Kevin McCartney, professor of geology at the University of Maine at Presque Isle, is the mastermind behind the Maine Solar System Model, a three-dimensional, 93 million-to-one scale model along Route 1, from Topsfield to Presque Isle.
Constructed in 2003, it originally included the sun, nine planets (poor Pluto hadn’t been demoted yet), and seven moons. With the reclassification of Pluto as a dwarf planet, McCartney and students have added other dwarf planets, such as Ceres and Eris, and the interplanetary travel route has doubled from 40 to about 80 miles. Almost all of the planets can be seen from Route 1.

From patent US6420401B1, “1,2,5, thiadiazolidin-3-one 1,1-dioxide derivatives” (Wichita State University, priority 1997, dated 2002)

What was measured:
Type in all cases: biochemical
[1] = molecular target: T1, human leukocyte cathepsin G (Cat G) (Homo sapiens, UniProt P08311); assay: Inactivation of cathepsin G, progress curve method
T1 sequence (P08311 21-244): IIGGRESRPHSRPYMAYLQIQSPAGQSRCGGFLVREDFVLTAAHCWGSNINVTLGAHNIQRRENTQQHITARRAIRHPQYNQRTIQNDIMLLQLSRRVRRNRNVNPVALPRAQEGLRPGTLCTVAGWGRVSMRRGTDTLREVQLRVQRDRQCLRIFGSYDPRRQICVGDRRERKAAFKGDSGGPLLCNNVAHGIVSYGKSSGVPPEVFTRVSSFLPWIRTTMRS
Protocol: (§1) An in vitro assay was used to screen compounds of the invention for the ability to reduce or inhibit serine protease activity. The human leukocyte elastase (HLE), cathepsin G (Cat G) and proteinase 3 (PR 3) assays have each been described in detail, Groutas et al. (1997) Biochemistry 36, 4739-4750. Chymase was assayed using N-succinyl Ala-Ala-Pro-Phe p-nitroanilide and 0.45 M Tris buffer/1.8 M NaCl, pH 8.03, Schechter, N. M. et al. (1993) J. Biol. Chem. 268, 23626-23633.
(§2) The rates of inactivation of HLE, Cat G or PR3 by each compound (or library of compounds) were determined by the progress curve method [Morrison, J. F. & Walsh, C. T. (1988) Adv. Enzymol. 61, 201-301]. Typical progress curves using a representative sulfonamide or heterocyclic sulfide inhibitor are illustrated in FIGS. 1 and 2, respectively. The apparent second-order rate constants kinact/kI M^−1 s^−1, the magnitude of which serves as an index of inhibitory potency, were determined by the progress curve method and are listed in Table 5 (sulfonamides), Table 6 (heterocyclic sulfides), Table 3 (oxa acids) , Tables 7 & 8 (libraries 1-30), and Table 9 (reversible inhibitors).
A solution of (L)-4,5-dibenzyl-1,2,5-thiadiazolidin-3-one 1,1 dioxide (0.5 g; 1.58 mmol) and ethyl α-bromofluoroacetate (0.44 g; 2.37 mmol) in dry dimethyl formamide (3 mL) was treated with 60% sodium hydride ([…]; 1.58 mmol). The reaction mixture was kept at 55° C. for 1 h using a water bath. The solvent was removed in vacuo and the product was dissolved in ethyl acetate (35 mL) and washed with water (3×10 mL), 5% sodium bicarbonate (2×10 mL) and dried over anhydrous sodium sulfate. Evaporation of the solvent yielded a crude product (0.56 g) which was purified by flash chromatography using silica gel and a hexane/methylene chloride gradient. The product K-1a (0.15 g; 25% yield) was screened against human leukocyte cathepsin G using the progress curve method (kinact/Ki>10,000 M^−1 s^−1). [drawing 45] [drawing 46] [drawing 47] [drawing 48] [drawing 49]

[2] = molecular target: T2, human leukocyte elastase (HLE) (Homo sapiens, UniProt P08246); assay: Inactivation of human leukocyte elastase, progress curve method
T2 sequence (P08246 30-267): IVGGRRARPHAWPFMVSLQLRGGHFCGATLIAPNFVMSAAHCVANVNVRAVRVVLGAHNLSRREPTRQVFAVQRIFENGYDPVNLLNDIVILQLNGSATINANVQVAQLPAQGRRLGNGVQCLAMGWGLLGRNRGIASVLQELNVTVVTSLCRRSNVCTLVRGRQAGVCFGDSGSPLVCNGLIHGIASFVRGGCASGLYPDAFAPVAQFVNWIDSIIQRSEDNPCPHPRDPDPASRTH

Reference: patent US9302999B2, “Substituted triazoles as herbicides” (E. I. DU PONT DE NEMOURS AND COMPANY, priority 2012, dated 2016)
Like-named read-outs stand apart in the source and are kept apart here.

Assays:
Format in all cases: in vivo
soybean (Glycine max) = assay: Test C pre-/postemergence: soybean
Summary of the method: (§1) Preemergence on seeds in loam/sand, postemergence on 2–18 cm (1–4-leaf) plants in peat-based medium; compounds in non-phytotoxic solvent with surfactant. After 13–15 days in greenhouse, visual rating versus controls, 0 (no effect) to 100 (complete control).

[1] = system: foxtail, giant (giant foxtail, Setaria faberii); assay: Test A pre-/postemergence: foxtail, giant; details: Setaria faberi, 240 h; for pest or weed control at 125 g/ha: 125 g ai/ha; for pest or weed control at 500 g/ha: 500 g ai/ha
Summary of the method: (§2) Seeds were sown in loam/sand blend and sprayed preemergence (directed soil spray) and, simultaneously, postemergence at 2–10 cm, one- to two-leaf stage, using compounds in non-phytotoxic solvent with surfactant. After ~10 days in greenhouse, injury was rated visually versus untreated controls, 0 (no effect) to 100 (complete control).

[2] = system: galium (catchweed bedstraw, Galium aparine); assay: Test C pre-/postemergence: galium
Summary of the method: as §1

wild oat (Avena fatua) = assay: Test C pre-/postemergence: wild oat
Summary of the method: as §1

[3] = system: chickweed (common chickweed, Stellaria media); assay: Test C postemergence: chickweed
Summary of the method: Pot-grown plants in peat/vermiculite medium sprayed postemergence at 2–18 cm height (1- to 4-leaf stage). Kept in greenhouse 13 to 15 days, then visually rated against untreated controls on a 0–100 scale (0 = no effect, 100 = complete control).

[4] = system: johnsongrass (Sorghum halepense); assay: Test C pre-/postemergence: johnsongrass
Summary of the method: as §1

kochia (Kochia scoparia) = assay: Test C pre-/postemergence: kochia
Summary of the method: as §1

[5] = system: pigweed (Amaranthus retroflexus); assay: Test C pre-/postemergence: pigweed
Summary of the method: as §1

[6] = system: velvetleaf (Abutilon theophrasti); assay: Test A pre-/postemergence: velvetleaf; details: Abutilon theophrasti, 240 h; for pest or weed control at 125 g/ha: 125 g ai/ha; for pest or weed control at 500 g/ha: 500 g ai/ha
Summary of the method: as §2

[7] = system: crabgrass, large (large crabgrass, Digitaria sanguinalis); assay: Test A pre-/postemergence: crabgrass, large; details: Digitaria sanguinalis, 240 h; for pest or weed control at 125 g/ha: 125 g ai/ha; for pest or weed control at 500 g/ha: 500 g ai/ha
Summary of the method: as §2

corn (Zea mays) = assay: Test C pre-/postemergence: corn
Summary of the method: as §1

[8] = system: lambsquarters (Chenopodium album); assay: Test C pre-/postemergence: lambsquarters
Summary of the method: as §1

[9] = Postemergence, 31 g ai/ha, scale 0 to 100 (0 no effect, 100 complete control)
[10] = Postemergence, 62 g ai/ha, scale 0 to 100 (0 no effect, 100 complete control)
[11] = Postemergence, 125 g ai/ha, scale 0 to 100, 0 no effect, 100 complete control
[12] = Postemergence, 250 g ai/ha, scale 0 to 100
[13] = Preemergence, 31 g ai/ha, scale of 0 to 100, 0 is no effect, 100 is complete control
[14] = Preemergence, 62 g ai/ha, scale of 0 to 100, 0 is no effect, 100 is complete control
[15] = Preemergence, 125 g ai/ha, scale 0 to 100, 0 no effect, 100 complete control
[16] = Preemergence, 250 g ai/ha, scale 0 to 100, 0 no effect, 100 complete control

Like the rest of the model, the parts for Ceres and Eris were built and funded by the local community, including students from more than a dozen schools that span a wide area of northern Maine. As more dwarf planets are discovered, McCartney plans to add them to the solar system model. That, he says, might extend it far beyond Aroostook county. “It may not be too long before we have a dwarf planet near you,” he quipped.
The sun, by the way, is at the Northern Maine Museum of Science, in Folsom Hall, at UMPI. Nothing too high tech here, but it’s a great teaching museum and especially fun for kids.
If you’re truly a planethead, stay at the Old Iron Inn B&B, which McCartney operates with his wife, Kate. Comfy rooms, wonderful breakfasts, lots of good reads, and, true to its name, irons everywhere.